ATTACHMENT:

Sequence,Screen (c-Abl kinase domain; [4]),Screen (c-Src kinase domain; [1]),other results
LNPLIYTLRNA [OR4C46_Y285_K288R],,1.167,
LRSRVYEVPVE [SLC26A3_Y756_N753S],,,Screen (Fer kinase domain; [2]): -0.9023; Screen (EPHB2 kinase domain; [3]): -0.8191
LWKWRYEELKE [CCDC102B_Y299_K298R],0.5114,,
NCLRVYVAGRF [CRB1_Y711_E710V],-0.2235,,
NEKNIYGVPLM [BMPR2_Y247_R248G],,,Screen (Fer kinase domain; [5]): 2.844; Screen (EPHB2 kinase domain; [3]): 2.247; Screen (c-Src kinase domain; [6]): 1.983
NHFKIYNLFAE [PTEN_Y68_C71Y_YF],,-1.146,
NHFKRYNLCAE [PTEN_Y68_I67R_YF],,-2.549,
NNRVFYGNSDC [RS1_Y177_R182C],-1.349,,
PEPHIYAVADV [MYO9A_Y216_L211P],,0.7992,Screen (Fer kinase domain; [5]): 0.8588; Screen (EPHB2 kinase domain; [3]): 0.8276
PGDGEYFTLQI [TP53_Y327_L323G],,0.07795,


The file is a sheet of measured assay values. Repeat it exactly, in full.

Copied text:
Sequence,Screen (c-Abl kinase domain; [4]),Screen (c-Src kinase domain; [1]),other results
LNPLIYTLRNA [OR4C46_Y285_K288R],,1.167,
LRSRVYEVPVE [SLC26A3_Y756_N753S],,,Screen (Fer kinase domain; [2]): -0.9023; Screen (EPHB2 kinase domain; [3]): -0.8191
LWKWRYEELKE [CCDC102B_Y299_K298R],0.5114,,
NCLRVYVAGRF [CRB1_Y711_E710V],-0.2235,,
NEKNIYGVPLM [BMPR2_Y247_R248G],,,Screen (Fer kinase domain; [5]): 2.844; Screen (EPHB2 kinase domain; [3]): 2.247; Screen (c-Src kinase domain; [6]): 1.983
NHFKIYNLFAE [PTEN_Y68_C71Y_YF],,-1.146,
NHFKRYNLCAE [PTEN_Y68_I67R_YF],,-2.549,
NNRVFYGNSDC [RS1_Y177_R182C],-1.349,,
PEPHIYAVADV [MYO9A_Y216_L211P],,0.7992,Screen (Fer kinase domain; [5]): 0.8588; Screen (EPHB2 kinase domain; [3]): 0.8276
PGDGEYFTLQI [TP53_Y327_L323G],,0.07795,